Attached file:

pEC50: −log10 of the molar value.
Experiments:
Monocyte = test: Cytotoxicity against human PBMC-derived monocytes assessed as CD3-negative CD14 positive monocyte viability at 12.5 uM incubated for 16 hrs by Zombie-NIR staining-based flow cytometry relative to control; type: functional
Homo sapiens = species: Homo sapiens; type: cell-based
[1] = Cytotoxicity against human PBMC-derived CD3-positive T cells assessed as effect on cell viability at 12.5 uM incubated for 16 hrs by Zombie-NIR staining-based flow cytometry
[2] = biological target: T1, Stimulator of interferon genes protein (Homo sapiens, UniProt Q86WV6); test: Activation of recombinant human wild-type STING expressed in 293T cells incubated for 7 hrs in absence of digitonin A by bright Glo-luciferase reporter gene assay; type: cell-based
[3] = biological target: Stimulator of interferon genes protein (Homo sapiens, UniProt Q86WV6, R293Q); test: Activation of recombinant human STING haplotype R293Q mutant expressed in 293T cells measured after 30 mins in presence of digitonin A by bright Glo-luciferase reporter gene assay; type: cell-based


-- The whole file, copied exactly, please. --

pEC50: −log10 of the molar value.
Experiments:
Monocyte = test: Cytotoxicity against human PBMC-derived monocytes assessed as CD3-negative CD14 positive monocyte viability at 12.5 uM incubated for 16 hrs by Zombie-NIR staining-based flow cytometry relative to control; type: functional
Homo sapiens = species: Homo sapiens; type: cell-based
[1] = Cytotoxicity against human PBMC-derived CD3-positive T cells assessed as effect on cell viability at 12.5 uM incubated for 16 hrs by Zombie-NIR staining-based flow cytometry
[2] = biological target: T1, Stimulator of interferon genes protein (Homo sapiens, UniProt Q86WV6); test: Activation of recombinant human wild-type STING expressed in 293T cells incubated for 7 hrs in absence of digitonin A by bright Glo-luciferase reporter gene assay; type: cell-based
[3] = biological target: Stimulator of interferon genes protein (Homo sapiens, UniProt Q86WV6, R293Q); test: Activation of recombinant human STING haplotype R293Q mutant expressed in 293T cells measured after 30 mins in presence of digitonin A by bright Glo-luciferase reporter gene assay; type: cell-based